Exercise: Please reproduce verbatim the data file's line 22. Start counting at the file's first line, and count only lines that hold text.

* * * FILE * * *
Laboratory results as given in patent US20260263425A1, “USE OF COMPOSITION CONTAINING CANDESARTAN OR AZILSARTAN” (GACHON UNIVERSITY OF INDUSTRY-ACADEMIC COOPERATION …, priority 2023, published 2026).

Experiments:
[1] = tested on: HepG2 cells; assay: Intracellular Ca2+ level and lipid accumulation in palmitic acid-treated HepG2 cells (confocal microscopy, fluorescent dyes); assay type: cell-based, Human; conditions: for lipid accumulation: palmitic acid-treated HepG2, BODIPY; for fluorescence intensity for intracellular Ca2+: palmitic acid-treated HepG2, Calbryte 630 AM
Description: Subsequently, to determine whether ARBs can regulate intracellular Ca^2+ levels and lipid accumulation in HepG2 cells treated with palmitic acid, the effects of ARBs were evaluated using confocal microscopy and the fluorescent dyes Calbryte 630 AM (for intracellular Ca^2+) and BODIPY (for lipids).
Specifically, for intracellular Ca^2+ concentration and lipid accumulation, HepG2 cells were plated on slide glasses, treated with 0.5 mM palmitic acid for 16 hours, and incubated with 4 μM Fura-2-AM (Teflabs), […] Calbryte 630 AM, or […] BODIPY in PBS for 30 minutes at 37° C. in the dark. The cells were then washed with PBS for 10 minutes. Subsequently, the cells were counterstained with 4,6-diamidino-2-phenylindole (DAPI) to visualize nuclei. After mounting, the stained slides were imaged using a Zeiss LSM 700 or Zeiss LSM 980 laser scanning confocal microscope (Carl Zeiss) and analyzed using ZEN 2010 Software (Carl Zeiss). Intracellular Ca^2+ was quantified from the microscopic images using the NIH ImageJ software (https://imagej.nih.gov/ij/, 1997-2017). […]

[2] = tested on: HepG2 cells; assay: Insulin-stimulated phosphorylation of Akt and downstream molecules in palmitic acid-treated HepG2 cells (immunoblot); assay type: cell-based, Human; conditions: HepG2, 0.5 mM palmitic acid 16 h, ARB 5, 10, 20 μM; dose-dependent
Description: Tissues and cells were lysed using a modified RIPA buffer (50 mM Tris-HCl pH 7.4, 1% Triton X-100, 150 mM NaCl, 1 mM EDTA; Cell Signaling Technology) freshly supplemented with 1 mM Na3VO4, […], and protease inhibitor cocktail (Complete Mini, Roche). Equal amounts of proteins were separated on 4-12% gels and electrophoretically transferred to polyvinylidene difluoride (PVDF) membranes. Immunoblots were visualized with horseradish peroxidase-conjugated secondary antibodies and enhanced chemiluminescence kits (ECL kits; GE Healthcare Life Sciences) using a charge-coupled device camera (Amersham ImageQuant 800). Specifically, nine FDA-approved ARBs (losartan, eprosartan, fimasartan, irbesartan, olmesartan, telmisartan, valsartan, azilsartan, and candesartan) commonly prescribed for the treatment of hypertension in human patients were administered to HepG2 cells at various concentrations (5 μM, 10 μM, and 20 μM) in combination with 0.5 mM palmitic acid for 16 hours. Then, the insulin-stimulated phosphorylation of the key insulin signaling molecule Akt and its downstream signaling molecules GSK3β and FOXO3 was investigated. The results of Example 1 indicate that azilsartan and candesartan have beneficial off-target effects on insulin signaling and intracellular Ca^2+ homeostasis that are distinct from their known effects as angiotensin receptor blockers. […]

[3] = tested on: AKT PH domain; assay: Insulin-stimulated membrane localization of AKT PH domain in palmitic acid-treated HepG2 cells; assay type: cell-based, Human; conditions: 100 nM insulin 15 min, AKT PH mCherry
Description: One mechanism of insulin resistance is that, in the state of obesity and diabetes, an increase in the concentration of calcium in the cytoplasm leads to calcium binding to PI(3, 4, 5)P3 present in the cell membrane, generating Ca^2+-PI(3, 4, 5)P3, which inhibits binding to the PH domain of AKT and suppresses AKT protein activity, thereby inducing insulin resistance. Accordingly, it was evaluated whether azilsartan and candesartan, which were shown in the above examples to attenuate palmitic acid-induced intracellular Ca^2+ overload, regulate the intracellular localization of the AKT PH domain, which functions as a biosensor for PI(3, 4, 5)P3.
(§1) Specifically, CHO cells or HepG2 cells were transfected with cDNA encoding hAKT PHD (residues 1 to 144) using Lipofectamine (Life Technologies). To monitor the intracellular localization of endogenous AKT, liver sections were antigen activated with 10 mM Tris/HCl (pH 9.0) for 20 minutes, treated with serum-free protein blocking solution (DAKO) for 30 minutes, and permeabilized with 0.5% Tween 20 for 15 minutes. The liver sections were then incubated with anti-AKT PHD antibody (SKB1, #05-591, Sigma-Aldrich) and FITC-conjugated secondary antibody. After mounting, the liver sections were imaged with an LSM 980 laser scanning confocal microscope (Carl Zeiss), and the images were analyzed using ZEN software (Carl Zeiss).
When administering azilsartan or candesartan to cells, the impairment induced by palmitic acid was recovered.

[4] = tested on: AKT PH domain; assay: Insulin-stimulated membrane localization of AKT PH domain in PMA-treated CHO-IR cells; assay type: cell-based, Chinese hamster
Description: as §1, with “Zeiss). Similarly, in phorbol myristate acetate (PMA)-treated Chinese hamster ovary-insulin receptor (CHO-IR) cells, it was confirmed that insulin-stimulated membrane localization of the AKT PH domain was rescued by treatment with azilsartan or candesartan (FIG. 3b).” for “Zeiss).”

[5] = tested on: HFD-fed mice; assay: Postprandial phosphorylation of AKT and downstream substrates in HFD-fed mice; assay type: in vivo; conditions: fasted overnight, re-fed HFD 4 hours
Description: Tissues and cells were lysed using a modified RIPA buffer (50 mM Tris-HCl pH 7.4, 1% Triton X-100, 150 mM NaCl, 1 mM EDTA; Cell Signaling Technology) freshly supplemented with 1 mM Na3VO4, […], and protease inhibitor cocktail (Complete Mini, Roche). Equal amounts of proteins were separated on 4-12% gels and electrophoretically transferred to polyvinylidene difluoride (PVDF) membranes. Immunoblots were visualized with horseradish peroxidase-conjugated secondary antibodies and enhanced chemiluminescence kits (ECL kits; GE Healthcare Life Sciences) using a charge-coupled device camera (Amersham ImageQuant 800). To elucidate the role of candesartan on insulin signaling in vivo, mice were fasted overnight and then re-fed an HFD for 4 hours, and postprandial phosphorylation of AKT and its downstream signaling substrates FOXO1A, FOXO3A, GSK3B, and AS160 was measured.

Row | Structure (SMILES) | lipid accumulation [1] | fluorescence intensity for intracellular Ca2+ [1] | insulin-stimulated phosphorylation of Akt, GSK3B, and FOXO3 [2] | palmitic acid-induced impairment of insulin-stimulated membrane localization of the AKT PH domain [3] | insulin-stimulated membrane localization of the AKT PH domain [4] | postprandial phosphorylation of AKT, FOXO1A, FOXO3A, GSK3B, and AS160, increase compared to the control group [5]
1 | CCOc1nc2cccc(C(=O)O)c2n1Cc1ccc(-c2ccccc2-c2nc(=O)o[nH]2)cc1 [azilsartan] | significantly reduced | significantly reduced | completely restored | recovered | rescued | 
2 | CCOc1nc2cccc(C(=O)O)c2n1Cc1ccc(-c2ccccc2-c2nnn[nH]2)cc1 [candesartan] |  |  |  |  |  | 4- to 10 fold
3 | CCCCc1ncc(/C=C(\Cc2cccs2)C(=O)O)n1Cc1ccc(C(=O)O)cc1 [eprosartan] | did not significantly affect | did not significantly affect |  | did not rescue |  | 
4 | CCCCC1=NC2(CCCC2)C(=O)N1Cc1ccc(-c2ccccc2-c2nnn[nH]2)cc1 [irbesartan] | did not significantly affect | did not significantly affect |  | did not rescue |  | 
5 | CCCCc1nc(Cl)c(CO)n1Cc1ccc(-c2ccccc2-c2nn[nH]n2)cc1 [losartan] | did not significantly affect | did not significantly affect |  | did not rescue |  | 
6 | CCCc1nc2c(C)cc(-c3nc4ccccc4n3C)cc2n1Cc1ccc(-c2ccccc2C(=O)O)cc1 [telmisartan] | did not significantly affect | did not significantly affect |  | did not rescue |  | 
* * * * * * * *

6 | CCCc1nc2c(C)cc(-c3nc4ccccc4n3C)cc2n1Cc1ccc(-c2ccccc2C(=O)O)cc1 [telmisartan] | did not significantly affect | did not significantly affect |  | did not rescue |  | 